Tuesday, August 31, 2010

Dark Castle Blog "WEEKLY!?? Update (9/3/10)

Welcome back, dear readers, I am guessing you didn't expect to hear from me again so soon. Well, this week, we will be chatting with someone from Super Happy Fun Fun, Bill LaCoste, the producer of Return to Dark Castle.

Jon God: Can you tell me when you first got involved with Return to Dark Castle?

Bill LaCoste: I got involved with Dark Castle way back in April of 2008.

Jon God: Had you ever heard of, or played any of the original games before then?

Bill LaCoste: I had heard of Dark Castle before then, but never played it. My last Apple computer was an Apple IIe, which I had when I was in middle school and high school. After that it was straight PC gaming for me. I certainly loved it when I had it and was excited about games like Karateka, Wasteland, Haunted House, and many other text adventures. But that's not DC related, so feel free to do what you want with that info.

Jon God: What is interesting having worked on cell phone games up till then, suddenly working on a computer game?

Bill LaCoste: Well, my career spans farther back than that. I began my career in 92 working at Origin on PC games and some Mac ones, then moved over to Iguana in 95 working on consoles, and then finally over to SHFF in late 2005 to work in mobile. To me, it was just another product on a different platform and I was perfectly comfortable in getting it developed and out to the market.

Jon God: Is there anything specifically you had to do differently with this game over any previous games?

Bill LaCoste: In relation to my previous PC/Mac experience, no. I took the same approach in looking at the available operating systems, their specs, and made sure that we covered a good range of operating systems, graphics cards, and input devices. As you know, though, it's impossible to catch every single combination, so we do what we can and work with the developers to fix issues when they arise.

Jon God: What is Super Happy Fun Fun's decision, as to when the Level Editor will be released?

Bill LaCoste: Right now, it's on hold until all of the issues and have been addressed. We realize this has been an ongoing issue and that people are excited about seeing it, but with a product like this it's very important that the UI is solid and informative, and that the game is not adversely effected by the creation of new levels. I also should mention that both SHFF and Z-Sculpt have had limited and resources to make this happen. I certainly hope that we'll be able to make this happen soon.

Jon God: What is your opinion on porting Return to Dark Castle to other platforms, such as the Playstation 3, Microsoft Xbox 360, Nintendo Wii, Playstation Portable, or Nintendo DS?

Bill LaCoste: I think in some ways, it would be a welcome product on the PSP and the DS, but a lot of design and prototype work would need to be done at the beginning, because you have to design for the device. The challenge is doing that and maintaining the same unique, challenging, and classic gameplay that the game is known for.

Jon God: Have you ever visited the Dark Castle Forums?

Bill LaCoste: Yes, many times. I think it's important that we see feedback from our customers who have been so loyal to the product for many years.

Jon God: Will there ever be a chance, for those who missed it, to play Dark Castle Mobile (The original cell phone Dark Castle by Super Happy Fun Fun)?

Bill LaCoste: Not unless you have one of those really old phones. For mobile devices, I feel the right way to go is forward with a new story/product built for modern devices.

Jon God: Did you request any large changes to Return to Dark Castle after becoming the publisher?

Bill LaCoste: Nothing major because I understood the game and the market we were going after. Most of the changes were just aesthetic and under the hood.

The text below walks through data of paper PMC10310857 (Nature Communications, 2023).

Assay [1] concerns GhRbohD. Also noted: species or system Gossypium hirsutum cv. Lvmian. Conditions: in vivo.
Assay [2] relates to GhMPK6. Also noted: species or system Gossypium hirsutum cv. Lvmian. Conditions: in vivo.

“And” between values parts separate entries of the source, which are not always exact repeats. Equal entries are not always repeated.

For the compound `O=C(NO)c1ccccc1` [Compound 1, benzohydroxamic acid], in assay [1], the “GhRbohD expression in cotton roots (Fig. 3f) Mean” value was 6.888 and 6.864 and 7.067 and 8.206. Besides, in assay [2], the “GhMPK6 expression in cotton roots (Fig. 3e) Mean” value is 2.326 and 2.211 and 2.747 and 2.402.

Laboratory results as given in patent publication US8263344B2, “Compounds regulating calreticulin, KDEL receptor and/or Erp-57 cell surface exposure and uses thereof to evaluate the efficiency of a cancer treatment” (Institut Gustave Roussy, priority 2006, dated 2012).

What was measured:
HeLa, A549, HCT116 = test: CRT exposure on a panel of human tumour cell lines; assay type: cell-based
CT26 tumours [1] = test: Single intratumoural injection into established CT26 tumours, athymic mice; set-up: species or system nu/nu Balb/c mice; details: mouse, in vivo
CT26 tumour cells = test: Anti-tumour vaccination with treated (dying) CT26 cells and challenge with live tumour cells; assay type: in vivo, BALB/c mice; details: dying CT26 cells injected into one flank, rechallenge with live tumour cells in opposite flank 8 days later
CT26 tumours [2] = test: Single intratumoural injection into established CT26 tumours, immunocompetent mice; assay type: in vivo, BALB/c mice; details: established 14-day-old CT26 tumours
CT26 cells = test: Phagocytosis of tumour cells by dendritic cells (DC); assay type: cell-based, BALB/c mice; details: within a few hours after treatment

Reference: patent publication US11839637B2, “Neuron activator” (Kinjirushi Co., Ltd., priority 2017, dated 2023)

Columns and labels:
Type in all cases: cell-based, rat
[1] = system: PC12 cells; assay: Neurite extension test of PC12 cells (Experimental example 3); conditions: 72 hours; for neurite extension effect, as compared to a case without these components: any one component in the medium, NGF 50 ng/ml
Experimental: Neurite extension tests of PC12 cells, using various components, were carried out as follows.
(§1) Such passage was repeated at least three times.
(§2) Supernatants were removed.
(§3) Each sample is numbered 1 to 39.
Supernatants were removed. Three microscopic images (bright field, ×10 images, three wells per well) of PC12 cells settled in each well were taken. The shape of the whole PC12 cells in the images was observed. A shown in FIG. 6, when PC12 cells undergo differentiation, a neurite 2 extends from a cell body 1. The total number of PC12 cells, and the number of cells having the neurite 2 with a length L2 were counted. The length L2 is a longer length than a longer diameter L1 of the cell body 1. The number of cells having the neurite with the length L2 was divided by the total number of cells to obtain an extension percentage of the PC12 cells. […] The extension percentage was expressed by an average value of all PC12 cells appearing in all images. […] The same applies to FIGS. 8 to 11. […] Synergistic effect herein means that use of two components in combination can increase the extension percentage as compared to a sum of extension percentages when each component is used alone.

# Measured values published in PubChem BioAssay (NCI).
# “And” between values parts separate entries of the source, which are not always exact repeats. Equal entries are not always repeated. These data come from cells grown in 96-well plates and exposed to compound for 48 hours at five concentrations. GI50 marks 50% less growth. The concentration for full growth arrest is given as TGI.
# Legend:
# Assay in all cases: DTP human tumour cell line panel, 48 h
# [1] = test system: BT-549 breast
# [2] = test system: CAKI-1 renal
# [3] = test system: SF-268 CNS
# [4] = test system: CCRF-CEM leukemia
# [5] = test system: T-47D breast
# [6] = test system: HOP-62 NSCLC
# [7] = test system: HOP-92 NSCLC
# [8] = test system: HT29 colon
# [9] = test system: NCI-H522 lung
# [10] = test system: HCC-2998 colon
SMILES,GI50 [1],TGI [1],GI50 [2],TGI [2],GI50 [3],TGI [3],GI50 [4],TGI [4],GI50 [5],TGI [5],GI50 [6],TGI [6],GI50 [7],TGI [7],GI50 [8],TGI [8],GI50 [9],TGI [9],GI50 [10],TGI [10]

Jon God: What made you suddenly go with a new type of DRM near the release of the game?

Bill LaCoste: DRM is always a nasty subject. A lot of customers hate it, but it's sometimes necessary for developers and publishers to implement a system so that the end user has to make a conscious decision of whether or not to steal the product or buy the product. It's that simple. Many people on forums will argue that it can be cracked easily, and I truly understand that, but we need that line to protect the product. The developers work VERY hard on these products and deserve to be paid for that work. The original DC titles had well over 1 million people play the game, but only a fraction of those people actually purchased it. I think that's sad and there's a lot of hypocrisy there.

Jon God: What is Mark Steven Pierce like as a (boss)Co-Worker?

Bill LaCoste: I enjoy working with Mark. I think he's passionate about making games, has a long history of successful titles, and cares about the people he works with.

Jon God: Have you thought of sequels, or expansion packs to Return to Dark Castle?

Bill LaCoste: Absolutely. I think the product has a great community, following, and history. I would like to see it move forward as a whole, though. Advancements in graphics, technology, and gameplay, while still remaining true to the original titles. I think that can be done and we'll see what the future holds for DC.

Jon God: Have you thought of rereleasing the original Dark Castle titles at some point?

Bill LaCoste: I think there has been some discussion here and there, but nothing in stone. The focus for Z-Sculpt has been on RtDC.

Jon God: What are the chances for a open, or closed beta for the level editor?

Bill LaCoste: Those chances are high, I just don't know when. I know a lot of people would like to help out with this and it would give us a much better chance of catching bugs and improving the editor before final release. Beta testing with the community has been discussed and I'm 100% in favor of it.

Jon God: Alright, thank you for your time, and work on Return to Dark Castle.

Bill LaCoste: No problem, my pleasure.


Each week, I hope to have a puzzle for you to solve, which will somehow relate to Dark Castle. This week's puzzle is in the form of a description without the word it belongs to, relating to castles.

Description: I am a tiny cell where prisoners were left to die.

Answer for last "week's" puzzle: Bailey


Feel free to send in feedback, what you did/didn't like, what you'd like to see, ect, as I would love to hear it.